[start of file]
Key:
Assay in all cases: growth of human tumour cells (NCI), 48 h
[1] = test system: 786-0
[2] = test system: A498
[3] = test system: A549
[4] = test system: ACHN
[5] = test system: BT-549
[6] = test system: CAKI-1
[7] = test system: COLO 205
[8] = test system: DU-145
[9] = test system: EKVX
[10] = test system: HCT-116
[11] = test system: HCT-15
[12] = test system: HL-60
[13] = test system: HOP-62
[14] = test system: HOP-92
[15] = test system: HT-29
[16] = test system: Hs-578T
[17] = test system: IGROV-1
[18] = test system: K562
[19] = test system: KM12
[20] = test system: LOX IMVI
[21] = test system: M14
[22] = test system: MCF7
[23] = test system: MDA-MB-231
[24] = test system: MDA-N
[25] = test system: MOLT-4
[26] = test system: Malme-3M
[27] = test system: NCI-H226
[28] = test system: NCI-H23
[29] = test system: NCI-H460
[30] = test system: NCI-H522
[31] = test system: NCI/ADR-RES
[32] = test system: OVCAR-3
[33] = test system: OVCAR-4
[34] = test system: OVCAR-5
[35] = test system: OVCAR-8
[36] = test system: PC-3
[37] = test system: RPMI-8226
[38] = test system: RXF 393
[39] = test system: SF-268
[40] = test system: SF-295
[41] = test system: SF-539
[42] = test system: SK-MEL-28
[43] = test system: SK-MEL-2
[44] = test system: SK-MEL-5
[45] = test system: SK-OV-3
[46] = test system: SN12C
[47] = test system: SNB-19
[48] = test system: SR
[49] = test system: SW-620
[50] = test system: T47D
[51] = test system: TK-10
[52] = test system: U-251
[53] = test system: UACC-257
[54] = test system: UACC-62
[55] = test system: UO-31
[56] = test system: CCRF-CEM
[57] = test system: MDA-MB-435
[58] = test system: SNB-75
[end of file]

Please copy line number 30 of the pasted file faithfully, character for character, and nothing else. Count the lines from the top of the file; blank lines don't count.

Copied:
[28] = test system: NCI-H23